That was the end of the von Neumann probes epoch, long ago.

  17. Populating the galaxy, you mean contaminating the galaxy. No advanced civilisations would behave so recklessly

  18. 'assume 10% light speed', he seems no idea how virtually impossible is it. lol…. you should assume 0.1% light speed at most.

  19. This guy desperately wants the Earth to be special. We can’t possibly assume how aliens would behave. His line of thinking is very limited to a human perspective.

  20. Only one civilization per galaxy. The universe is big enough for that. And the galaxy is going the be the only universe we are left with in the end anyway.

    Why only one civilization you might ask? To build the Home-World. An artificial home ship built from all the materials harvested from the Milky Way, that will make any dyson sphere pale in comparison and into which we will voyage into the final Void.

    Let the gods tremble in their heavens, for the stars belong to us!

  21. The closer we get to being capable of producing von Neumann probes, the higher the odds we will come into contact with another civilization's probes.

  22. This has already been done in the Galaxy eons ago. The AI Signal is not even from this dimension of the Universe. It invaded. Whoever (originally) created it intended it to be something likened to a "quantum fractal computer virus."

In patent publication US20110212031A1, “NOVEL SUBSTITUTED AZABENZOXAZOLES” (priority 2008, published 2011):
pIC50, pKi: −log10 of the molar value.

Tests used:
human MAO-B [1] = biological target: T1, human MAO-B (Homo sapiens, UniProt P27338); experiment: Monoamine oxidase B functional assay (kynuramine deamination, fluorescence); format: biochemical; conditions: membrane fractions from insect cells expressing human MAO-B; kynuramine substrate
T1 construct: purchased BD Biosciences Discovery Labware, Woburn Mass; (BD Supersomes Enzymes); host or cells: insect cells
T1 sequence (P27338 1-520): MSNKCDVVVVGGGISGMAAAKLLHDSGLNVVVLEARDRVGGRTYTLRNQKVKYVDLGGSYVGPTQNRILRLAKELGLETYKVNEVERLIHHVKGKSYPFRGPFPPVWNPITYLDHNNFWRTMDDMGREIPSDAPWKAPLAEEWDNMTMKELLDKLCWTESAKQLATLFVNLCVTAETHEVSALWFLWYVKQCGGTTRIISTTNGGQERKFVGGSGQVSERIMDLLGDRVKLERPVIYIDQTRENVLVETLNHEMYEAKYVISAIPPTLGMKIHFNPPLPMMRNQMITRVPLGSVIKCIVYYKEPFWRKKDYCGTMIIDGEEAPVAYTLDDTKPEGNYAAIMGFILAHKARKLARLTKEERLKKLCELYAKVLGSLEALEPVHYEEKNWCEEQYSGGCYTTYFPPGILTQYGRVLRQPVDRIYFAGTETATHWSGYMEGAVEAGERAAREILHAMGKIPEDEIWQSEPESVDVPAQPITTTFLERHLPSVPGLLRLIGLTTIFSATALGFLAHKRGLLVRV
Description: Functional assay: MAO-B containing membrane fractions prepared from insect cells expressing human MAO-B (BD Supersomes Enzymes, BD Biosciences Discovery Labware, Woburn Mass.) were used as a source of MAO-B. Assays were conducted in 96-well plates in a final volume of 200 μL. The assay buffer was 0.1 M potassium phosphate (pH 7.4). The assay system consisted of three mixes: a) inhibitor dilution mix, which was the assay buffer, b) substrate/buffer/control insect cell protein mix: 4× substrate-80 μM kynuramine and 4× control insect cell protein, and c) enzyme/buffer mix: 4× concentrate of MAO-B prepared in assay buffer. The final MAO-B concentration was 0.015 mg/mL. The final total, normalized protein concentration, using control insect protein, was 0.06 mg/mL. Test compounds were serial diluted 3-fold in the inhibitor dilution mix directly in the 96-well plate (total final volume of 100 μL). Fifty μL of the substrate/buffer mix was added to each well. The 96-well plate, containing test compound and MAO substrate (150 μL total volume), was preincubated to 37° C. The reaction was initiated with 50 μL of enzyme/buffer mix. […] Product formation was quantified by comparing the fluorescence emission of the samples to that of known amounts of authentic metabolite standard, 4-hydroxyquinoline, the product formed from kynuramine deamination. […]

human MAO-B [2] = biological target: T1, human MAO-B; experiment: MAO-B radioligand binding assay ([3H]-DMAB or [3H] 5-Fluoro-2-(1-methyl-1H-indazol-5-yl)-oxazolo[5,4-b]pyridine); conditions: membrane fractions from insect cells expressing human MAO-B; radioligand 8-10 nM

There are regressive alien and AI networks connected and setup all throughout the Galaxy in many different conquered star solar systems who fell victim to the AI agenda.

    If Man is not careful with his makings, he too will bear witness to the destruction of everything he has created like so many others who have came before him. 😐

  23. If self replicating robots go from planet to planet, & replicate, they would need to have the materials to reproduce.
    The first thing they would have to do is build an aluminum smelting factory, & an electronics production facility……..
    Which leads to the question, where did they get the material to build the factory. ?

  24. We already have, and from years ago, 3D Printers that can print most of their own parts. Yeah people do that take another person idea and make it their own, well as long as good ideas are done, I'm OK, eventually you get recognized for what you're capable of. I'd like for Humanity to build large sustainable towers right beneath the Auroras and give Humanity energy for ever; we also have Volcanic, wave and geothermal we haven't done anything to take advantage of them.
    The Van Annoying Me Probes: they should have a control pattern, if enough are built for a good communication and safety of humanity, then [>STOP<] freaking building copies, besides people will want to give them AI and then Galactic Skynet and then we're all screwed otherwise.
    Writing about spaceships and travel, have you played the game Freespace? hard-light.net

  25. What if the aliens who built von Neumann probes allowed for them to detect signs of life & then steer away from such places? Also, if & when we can build such things, I can think of some pretty good uses: 1) terraforming 2) carbon sequestering 3) custom-built specialty materials with novel properties 4) asteroid mining 5) fuel production on ice bodies. 6) Toxic cleanup. Rikki Tikki.

  26. What if we are the first? What if life is introduced into the universe because of our contamination of it?

  27. Good vid. Among other things, the best re-work of Drake's equation and the Fermi paradox I've seen.
    West Coast (AFL) for premiers 2019.